Becoming obese or remaining lean can depend on the dynamics of the mitochondria, the body's energy-producing "battery," according to two new studies by Yale School of Medicine researchers featured as the cover story in the Sept. 26 issue of the journal Cell.
Mitochondria are vital cellular organelles that generate and maintain proper energy levels in complex organisms. Using animal models, the Yale research team studied mitochondria in different populations of brain cells known to be involved in the regulation of appetite. The team found that during the transition from a fasting to an over-fed state, mitochondria in neurons that promote hunger show dynamic changes that are the opposite of those found in neurons that control feelings of fullness.
"We've found that mitochondrion need to have ongoing dynamic plasticity in order to support neurons, which are necessary for appetite and for the maintenance of life," said lead author Tamas Horvath, the Jean and David W. Wallace Professor of Biomedical Research and chair of comparative medicine at Yale School of Medicine. "If these dynamic events—during which the mitochondria fuse to become more effective in generating energy—are disrupted, mitochondria become static, appetite-stimulating neurons become less active, and animals do not develop obesity when exposed to high-fat, high-calorie diets."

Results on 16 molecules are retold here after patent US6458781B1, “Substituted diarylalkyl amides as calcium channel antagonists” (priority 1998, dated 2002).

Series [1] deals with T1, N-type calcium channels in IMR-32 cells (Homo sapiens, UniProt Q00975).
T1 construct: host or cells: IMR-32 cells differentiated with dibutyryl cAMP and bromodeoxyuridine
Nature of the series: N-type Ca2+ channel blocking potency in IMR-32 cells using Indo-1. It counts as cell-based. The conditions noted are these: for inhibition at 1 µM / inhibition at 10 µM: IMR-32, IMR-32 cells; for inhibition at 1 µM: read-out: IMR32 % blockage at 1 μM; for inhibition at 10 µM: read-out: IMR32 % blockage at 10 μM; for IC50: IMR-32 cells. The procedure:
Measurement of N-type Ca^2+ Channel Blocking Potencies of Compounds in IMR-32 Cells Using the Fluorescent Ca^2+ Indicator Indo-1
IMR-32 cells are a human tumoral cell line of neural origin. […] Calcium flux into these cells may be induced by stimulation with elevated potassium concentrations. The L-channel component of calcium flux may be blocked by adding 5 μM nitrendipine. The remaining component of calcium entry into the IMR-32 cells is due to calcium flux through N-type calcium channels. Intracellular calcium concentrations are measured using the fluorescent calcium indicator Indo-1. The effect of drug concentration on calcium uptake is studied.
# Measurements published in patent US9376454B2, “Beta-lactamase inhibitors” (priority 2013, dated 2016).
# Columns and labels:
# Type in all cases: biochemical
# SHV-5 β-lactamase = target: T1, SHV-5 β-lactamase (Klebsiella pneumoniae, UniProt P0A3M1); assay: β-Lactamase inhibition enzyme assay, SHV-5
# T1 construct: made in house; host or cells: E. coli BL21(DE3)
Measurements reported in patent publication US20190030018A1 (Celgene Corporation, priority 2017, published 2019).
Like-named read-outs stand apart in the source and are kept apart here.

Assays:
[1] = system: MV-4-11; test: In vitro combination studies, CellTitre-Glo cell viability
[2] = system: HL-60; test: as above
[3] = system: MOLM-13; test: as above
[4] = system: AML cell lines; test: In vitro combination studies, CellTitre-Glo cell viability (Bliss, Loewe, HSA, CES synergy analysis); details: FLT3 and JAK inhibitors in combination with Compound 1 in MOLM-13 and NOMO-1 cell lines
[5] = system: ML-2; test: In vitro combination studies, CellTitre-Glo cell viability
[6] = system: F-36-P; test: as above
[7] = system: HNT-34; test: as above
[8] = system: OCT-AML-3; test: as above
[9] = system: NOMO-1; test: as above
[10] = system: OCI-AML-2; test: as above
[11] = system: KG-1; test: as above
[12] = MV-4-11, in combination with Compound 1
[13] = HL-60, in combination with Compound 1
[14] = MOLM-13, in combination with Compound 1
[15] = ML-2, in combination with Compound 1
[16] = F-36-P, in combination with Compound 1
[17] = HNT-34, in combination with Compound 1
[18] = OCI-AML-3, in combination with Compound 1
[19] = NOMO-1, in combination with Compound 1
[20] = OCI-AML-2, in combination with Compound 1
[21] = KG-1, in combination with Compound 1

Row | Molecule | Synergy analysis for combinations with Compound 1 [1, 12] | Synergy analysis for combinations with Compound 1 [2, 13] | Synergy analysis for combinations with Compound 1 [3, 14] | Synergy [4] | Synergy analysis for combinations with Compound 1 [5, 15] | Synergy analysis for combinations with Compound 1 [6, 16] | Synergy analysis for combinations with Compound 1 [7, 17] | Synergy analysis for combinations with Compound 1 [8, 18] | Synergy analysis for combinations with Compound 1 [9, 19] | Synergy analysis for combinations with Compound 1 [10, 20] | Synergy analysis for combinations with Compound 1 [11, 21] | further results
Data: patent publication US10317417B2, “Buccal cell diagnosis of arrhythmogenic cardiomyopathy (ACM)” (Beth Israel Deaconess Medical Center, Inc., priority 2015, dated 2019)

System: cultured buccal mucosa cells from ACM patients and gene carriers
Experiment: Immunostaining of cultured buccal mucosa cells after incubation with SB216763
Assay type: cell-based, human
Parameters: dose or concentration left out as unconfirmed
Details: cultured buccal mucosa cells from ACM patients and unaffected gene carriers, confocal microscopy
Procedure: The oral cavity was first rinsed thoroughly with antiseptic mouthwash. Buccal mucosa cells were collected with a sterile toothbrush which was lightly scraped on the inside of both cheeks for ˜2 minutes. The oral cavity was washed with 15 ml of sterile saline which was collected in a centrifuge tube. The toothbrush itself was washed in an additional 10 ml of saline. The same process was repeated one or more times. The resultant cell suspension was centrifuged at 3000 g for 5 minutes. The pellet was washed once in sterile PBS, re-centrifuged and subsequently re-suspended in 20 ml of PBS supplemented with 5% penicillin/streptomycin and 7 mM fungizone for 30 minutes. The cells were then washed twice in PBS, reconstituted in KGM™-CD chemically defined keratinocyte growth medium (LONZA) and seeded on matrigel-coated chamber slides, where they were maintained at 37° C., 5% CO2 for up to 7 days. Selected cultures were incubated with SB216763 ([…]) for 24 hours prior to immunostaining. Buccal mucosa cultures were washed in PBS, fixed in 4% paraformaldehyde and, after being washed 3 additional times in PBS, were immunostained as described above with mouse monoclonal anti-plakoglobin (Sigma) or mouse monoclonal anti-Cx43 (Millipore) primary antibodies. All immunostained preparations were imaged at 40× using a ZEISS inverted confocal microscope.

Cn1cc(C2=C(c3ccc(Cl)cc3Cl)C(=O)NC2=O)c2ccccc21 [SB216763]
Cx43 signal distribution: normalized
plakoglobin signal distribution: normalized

Yale co-lead author Marcelo O. Dietrich, M.D., said these same cellular events have different consequences in neurons that promote feelings of fullness. These consequences were described in a separate paper in the same issue of Cell, co-authored by Dietrich, Horvath, and a research team in Spain.
The study showed that similar molecular drivers control mitochondria-endoplasmic reticulum interactions and related stress. If the cellular events are disrupted in these mitochondria, animals become morbidly obese.
"The generally accepted view has been that once a cellular biological principle is established in a model system, that principle would hold for most cells of the body. That is clearly not the case here," said Horvath, who points out some practical consideration from the results.
"For example, the mitochondria have been implicated in the development of chronic diseases such as diabetes, cancer, and neurodegeneration, and targeting mitochondria is an emerging therapeutic approach," he notes. "Our results raise doubt about the rationale of systematically targeting any specific mitochondrial mechanism for the treatment of chronic diseases, because in one cell or tissue, it may result in a very different, potentially undesired outcome than in the other."
Explore further: Hunger-spiking neurons could help control autoimmune diseases
More information: Cell 155, 1-12 (September 26, 2013)